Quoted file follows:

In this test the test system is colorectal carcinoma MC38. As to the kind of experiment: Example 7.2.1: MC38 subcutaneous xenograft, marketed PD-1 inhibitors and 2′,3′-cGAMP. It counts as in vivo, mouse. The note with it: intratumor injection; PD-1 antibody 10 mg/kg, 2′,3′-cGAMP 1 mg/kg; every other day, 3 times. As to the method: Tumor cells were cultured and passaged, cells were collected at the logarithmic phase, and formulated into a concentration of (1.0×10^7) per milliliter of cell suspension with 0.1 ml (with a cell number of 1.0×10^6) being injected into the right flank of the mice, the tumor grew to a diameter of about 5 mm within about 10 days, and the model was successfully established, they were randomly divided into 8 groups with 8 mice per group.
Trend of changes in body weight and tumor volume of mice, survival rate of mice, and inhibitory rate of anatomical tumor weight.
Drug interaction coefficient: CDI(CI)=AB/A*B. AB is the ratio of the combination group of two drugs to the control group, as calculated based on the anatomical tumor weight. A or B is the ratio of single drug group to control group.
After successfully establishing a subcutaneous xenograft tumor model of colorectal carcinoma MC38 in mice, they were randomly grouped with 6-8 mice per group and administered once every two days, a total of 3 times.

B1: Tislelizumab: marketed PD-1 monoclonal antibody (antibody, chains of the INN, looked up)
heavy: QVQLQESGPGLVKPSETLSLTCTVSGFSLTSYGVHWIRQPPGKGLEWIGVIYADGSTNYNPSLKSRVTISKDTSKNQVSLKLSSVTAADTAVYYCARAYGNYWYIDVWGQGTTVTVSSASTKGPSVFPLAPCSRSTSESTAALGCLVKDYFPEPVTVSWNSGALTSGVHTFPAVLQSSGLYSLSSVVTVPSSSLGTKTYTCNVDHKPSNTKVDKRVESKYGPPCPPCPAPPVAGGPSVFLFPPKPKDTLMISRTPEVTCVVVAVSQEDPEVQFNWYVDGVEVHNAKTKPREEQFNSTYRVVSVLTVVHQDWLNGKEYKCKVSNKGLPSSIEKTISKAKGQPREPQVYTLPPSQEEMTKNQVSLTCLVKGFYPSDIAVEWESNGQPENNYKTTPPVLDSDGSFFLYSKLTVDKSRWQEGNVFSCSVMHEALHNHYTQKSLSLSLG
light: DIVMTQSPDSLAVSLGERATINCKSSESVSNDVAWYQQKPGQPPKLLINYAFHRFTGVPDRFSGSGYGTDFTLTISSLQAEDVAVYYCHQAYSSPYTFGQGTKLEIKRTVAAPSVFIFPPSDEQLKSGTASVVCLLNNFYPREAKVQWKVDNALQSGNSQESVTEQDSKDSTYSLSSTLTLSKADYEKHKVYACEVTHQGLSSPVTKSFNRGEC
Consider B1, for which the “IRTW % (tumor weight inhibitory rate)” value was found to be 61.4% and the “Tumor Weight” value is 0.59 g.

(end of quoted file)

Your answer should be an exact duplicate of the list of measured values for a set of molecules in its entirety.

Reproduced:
In this test the test system is colorectal carcinoma MC38. As to the kind of experiment: Example 7.2.1: MC38 subcutaneous xenograft, marketed PD-1 inhibitors and 2′,3′-cGAMP. It counts as in vivo, mouse. The note with it: intratumor injection; PD-1 antibody 10 mg/kg, 2′,3′-cGAMP 1 mg/kg; every other day, 3 times. As to the method: Tumor cells were cultured and passaged, cells were collected at the logarithmic phase, and formulated into a concentration of (1.0×10^7) per milliliter of cell suspension with 0.1 ml (with a cell number of 1.0×10^6) being injected into the right flank of the mice, the tumor grew to a diameter of about 5 mm within about 10 days, and the model was successfully established, they were randomly divided into 8 groups with 8 mice per group.
Trend of changes in body weight and tumor volume of mice, survival rate of mice, and inhibitory rate of anatomical tumor weight.
Drug interaction coefficient: CDI(CI)=AB/A*B. AB is the ratio of the combination group of two drugs to the control group, as calculated based on the anatomical tumor weight. A or B is the ratio of single drug group to control group.
After successfully establishing a subcutaneous xenograft tumor model of colorectal carcinoma MC38 in mice, they were randomly grouped with 6-8 mice per group and administered once every two days, a total of 3 times.

B1: Tislelizumab: marketed PD-1 monoclonal antibody (antibody, chains of the INN, looked up)
heavy: QVQLQESGPGLVKPSETLSLTCTVSGFSLTSYGVHWIRQPPGKGLEWIGVIYADGSTNYNPSLKSRVTISKDTSKNQVSLKLSSVTAADTAVYYCARAYGNYWYIDVWGQGTTVTVSSASTKGPSVFPLAPCSRSTSESTAALGCLVKDYFPEPVTVSWNSGALTSGVHTFPAVLQSSGLYSLSSVVTVPSSSLGTKTYTCNVDHKPSNTKVDKRVESKYGPPCPPCPAPPVAGGPSVFLFPPKPKDTLMISRTPEVTCVVVAVSQEDPEVQFNWYVDGVEVHNAKTKPREEQFNSTYRVVSVLTVVHQDWLNGKEYKCKVSNKGLPSSIEKTISKAKGQPREPQVYTLPPSQEEMTKNQVSLTCLVKGFYPSDIAVEWESNGQPENNYKTTPPVLDSDGSFFLYSKLTVDKSRWQEGNVFSCSVMHEALHNHYTQKSLSLSLG
light: DIVMTQSPDSLAVSLGERATINCKSSESVSNDVAWYQQKPGQPPKLLINYAFHRFTGVPDRFSGSGYGTDFTLTISSLQAEDVAVYYCHQAYSSPYTFGQGTKLEIKRTVAAPSVFIFPPSDEQLKSGTASVVCLLNNFYPREAKVQWKVDNALQSGNSQESVTEQDSKDSTYSLSSTLTLSKADYEKHKVYACEVTHQGLSSPVTKSFNRGEC
Consider B1, for which the “IRTW % (tumor weight inhibitory rate)” value was found to be 61.4% and the “Tumor Weight” value is 0.59 g.